Friends: For the third time in the first ten stages I was able to get a full 24-hour head start on the peloton with yesterday being a rest day relieving me of any pressure to beat the peloton to the finish line in Carmaux. It helped too that the stage was only 99 miles, considerably shorter than the average of 125 miles.
Now that The Tour has crossed into the southern half of France the temperatures have warmed up. For the first time I overheated enough early in the evening last night on a category three climb that I shed my shirt. I was not alone as just about every male sitting in a camp chair besides his camper van along the route was also shirtless. I though was the exception in not having an over sized gut hanging over my belt.
As seems to be the theme this year, there was more exceptional hay-bale art along the way, perhaps inspired by this year's poster which is "Tous Fous Le Tour" spelled out in a field of hay. Rather than just piling up rectangular and circular bales of hay into some bicycle figure, many farmers have been sculpting hay into figures with arms and legs and facial features. Three deer on bikes whose wheels were giant rolls of hay were today's standout. They could well end up on television as there was also a huge sign written out facing skyward for the helicopters. It was 25 miles from the finish, so has a good chance of making the broadcast unlike art in the first half of the course before the telecast begins.
French producers don't go out of their way though to show such human-interest angles of The Race. Evidently they know their audience craves non-stop bicycle action and steams up when they divert their cameras to show the beautiful and exceptional sites along the route as do the American producers.
Vying for the most original piece of art of this year's Tour is a mannequin of The Devil complete with pitchfork chasing a mannequin on a bicycle wearing the red polka dot jersey. I didn't have my German translator with me today when I passed The Devil to ask him if he had seen it. I saw him on a bicycle for the first time, as it was mid-morning and there wasn't much going on. He had his pitchfork in one hand and was delighting a handful of villagers.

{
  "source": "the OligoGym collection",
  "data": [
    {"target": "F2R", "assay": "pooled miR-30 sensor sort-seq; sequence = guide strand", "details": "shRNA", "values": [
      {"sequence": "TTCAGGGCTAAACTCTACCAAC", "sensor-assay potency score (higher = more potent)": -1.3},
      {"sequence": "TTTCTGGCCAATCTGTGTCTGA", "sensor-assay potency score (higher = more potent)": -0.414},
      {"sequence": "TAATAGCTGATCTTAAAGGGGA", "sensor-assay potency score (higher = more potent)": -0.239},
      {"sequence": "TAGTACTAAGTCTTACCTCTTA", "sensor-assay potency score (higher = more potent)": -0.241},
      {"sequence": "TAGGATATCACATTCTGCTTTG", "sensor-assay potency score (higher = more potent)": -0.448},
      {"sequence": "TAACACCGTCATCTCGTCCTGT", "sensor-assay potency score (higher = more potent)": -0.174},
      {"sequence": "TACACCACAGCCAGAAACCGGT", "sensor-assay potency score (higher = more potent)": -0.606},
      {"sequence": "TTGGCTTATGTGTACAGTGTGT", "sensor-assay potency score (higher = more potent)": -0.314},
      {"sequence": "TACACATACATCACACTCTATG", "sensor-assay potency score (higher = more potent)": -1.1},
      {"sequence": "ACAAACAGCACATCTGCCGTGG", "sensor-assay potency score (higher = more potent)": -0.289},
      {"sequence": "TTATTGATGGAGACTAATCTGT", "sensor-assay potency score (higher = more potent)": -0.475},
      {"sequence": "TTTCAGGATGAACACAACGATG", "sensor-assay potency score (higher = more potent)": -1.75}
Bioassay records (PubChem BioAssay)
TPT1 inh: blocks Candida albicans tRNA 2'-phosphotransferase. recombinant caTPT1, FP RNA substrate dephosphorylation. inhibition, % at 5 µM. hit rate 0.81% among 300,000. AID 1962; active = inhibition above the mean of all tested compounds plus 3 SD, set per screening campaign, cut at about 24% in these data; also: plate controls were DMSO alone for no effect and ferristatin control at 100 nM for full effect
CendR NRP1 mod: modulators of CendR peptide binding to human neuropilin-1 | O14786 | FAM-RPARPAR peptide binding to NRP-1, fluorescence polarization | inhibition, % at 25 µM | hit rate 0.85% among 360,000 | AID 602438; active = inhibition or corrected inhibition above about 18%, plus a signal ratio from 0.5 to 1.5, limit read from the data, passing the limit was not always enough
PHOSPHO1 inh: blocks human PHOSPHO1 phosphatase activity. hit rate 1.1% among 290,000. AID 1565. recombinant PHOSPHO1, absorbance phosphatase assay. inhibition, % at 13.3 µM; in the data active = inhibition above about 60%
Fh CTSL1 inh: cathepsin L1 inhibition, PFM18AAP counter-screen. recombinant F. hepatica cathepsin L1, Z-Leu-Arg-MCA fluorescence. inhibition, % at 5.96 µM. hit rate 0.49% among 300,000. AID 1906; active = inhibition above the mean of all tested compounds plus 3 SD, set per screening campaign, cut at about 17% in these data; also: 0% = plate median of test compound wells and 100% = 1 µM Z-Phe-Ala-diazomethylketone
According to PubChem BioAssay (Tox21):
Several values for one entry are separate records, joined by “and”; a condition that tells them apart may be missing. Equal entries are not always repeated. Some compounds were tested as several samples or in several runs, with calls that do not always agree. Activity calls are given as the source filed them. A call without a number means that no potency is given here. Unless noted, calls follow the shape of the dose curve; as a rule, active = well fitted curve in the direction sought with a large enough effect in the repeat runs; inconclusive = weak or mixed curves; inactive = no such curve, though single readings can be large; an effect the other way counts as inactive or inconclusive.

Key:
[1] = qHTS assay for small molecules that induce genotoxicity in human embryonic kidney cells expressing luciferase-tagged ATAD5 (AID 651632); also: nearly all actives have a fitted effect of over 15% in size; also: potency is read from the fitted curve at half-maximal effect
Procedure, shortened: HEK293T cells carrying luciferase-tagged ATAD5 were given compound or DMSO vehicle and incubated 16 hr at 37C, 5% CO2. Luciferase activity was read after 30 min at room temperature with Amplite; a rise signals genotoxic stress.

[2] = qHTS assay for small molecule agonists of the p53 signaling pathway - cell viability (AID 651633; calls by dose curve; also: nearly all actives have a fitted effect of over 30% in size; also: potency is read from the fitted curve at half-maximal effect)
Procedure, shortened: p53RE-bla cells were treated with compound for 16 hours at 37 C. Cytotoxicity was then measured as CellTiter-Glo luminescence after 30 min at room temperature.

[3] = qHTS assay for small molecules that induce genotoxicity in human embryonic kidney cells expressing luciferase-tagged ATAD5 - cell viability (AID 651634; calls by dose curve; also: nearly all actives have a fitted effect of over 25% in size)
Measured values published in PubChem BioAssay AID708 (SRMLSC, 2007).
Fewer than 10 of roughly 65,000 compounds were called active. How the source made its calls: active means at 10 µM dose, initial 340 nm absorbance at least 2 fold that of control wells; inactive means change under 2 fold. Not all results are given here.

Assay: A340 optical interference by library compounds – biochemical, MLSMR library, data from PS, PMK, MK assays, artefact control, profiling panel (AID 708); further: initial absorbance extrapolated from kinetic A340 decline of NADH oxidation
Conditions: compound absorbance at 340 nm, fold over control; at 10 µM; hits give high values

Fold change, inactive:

Even those off The Tour route on the roads linking a stage finish to the next day's start get in on the act of celebrating The Tour with bike art. On the way to Aurillac yesterday on N122 I passed a bicycle on a ridge above the road with twelve empty tin cans evenly spaced attached to its rear wheel. The rear wheel was slightly elevated and was slowly spinning as a hose filled a can with the weight of the water moving it downward.
Two miles from today's finish a cyclist in the US Postal Service uniform of ten years ago flew by me. He shouted out "Garmin" as he passed. We had spoken briefly several days ago at the Chataueroux finish line as we watched the big screen. He was a Norwegian of about my vintage following The Tour for the first time. We reconnected in the town plaza here in Carmaux before heading over to the town's cyberbase. He had ridden all of today's route as well and hadn't seen any of the other touring cyclists who I've had contact with earlier in The Race. Evidently they've all dropped out as usually happens.
The Norwegian is riding a carbon fiber Trek without any racks, just wearing a small pack on his back and staying at hotels. As we talked a woman wearing a shirt of the Norwegian flag and carrying two Norwegian flags walked by. She is part of a bus tour of Norwegians. Interest in bicycle racing is exploding in popularity in Norway with the Garmin rider Thor Hushovd having won the world championship last year and the green jersey in The Tour in previous years.
Now its over to the Giant Screen to watch the final two hour's of today's stage. It being so short the peloton set out at 1:30 this afternoon and are expected here by five. There were four categorized climbs, but just threes and fours, so it ought to end up with a sprint finish. Then it's just a ten mile transfer to Blaye-les-Mines for the start of tomorrow's stage, the shortest transfer of this year's Tour.
Tomorrow's stage has only one small climb, so Voeckler will be able to keep the yellow jersey until Thursday, Bastille day, when The Tour heads to the Pyrenees and its first of four mountain top finishes. Then we will see who is for real, if Evans has truly improved his form to be able to ride with Schleck and Contador and if the Schleck brothers have it in them to keep up with Contador and if Christian and his teammate Danielson can be factors as well. Its been a great Tour and it will only get better.